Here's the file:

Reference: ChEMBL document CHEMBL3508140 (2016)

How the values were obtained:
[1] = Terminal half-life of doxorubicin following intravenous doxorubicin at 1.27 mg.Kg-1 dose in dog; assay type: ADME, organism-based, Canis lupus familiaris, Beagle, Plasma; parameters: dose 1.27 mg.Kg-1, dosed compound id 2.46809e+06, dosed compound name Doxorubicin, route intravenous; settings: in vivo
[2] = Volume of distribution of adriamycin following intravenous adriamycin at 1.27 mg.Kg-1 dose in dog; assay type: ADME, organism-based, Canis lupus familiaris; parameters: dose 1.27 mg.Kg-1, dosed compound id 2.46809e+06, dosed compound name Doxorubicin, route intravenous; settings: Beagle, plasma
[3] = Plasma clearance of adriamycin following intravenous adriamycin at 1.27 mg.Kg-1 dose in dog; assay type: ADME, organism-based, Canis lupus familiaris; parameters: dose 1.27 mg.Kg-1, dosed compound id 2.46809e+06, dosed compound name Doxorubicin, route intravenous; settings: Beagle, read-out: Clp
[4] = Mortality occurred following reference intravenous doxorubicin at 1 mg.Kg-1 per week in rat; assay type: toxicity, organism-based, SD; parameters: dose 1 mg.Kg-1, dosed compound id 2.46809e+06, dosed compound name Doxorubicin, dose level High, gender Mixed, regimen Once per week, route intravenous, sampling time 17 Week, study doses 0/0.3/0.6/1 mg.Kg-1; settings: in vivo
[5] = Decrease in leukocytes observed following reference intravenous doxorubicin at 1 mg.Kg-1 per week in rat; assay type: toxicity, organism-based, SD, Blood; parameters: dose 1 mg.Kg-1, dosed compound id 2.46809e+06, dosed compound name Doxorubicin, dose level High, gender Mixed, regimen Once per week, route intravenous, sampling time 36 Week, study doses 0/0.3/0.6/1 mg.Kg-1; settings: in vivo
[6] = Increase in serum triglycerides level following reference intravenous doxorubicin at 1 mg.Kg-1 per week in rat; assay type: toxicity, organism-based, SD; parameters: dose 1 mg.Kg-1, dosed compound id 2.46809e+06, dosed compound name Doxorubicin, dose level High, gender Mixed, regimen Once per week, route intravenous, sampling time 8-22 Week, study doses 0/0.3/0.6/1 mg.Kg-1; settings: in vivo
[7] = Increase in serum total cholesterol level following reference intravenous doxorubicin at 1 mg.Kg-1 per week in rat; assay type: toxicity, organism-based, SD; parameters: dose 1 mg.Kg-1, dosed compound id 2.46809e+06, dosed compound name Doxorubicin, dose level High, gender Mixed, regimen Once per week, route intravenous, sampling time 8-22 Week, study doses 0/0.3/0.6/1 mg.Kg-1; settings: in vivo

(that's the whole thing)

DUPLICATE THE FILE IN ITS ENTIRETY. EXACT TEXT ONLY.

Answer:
Reference: ChEMBL document CHEMBL3508140 (2016)

How the values were obtained:
[1] = Terminal half-life of doxorubicin following intravenous doxorubicin at 1.27 mg.Kg-1 dose in dog; assay type: ADME, organism-based, Canis lupus familiaris, Beagle, Plasma; parameters: dose 1.27 mg.Kg-1, dosed compound id 2.46809e+06, dosed compound name Doxorubicin, route intravenous; settings: in vivo
[2] = Volume of distribution of adriamycin following intravenous adriamycin at 1.27 mg.Kg-1 dose in dog; assay type: ADME, organism-based, Canis lupus familiaris; parameters: dose 1.27 mg.Kg-1, dosed compound id 2.46809e+06, dosed compound name Doxorubicin, route intravenous; settings: Beagle, plasma
[3] = Plasma clearance of adriamycin following intravenous adriamycin at 1.27 mg.Kg-1 dose in dog; assay type: ADME, organism-based, Canis lupus familiaris; parameters: dose 1.27 mg.Kg-1, dosed compound id 2.46809e+06, dosed compound name Doxorubicin, route intravenous; settings: Beagle, read-out: Clp
[4] = Mortality occurred following reference intravenous doxorubicin at 1 mg.Kg-1 per week in rat; assay type: toxicity, organism-based, SD; parameters: dose 1 mg.Kg-1, dosed compound id 2.46809e+06, dosed compound name Doxorubicin, dose level High, gender Mixed, regimen Once per week, route intravenous, sampling time 17 Week, study doses 0/0.3/0.6/1 mg.Kg-1; settings: in vivo
[5] = Decrease in leukocytes observed following reference intravenous doxorubicin at 1 mg.Kg-1 per week in rat; assay type: toxicity, organism-based, SD, Blood; parameters: dose 1 mg.Kg-1, dosed compound id 2.46809e+06, dosed compound name Doxorubicin, dose level High, gender Mixed, regimen Once per week, route intravenous, sampling time 36 Week, study doses 0/0.3/0.6/1 mg.Kg-1; settings: in vivo
[6] = Increase in serum triglycerides level following reference intravenous doxorubicin at 1 mg.Kg-1 per week in rat; assay type: toxicity, organism-based, SD; parameters: dose 1 mg.Kg-1, dosed compound id 2.46809e+06, dosed compound name Doxorubicin, dose level High, gender Mixed, regimen Once per week, route intravenous, sampling time 8-22 Week, study doses 0/0.3/0.6/1 mg.Kg-1; settings: in vivo
[7] = Increase in serum total cholesterol level following reference intravenous doxorubicin at 1 mg.Kg-1 per week in rat; assay type: toxicity, organism-based, SD; parameters: dose 1 mg.Kg-1, dosed compound id 2.46809e+06, dosed compound name Doxorubicin, dose level High, gender Mixed, regimen Once per week, route intravenous, sampling time 8-22 Week, study doses 0/0.3/0.6/1 mg.Kg-1; settings: in vivo